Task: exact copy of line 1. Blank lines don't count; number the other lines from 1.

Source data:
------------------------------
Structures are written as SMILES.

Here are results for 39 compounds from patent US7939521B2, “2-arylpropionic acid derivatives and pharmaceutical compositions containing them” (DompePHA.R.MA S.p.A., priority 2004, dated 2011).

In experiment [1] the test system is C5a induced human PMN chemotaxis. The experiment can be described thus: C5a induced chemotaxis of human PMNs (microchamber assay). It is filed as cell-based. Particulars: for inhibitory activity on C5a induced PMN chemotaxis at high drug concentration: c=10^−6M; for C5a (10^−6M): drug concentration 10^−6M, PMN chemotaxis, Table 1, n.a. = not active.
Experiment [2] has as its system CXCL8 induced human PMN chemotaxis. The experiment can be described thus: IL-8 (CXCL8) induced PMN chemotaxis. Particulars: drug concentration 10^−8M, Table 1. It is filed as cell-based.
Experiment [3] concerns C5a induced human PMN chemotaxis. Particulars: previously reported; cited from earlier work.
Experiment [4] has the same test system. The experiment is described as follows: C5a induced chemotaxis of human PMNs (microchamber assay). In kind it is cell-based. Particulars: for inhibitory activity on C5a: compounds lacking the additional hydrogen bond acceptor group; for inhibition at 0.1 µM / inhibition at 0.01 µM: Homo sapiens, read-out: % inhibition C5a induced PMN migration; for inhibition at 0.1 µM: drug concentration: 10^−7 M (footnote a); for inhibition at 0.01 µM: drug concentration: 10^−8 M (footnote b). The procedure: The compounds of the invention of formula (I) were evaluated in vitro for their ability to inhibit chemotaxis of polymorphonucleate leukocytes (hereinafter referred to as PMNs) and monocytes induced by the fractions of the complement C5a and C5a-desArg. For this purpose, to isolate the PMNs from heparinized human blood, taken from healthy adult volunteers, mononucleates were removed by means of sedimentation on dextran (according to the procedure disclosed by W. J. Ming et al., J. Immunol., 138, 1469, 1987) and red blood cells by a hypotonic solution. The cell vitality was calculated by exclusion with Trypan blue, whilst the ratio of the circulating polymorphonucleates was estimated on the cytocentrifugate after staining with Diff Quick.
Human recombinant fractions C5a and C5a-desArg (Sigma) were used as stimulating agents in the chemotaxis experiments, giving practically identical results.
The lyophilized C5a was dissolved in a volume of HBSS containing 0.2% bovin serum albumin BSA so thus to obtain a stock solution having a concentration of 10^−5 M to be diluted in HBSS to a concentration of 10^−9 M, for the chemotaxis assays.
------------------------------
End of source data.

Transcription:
Structures are written as SMILES.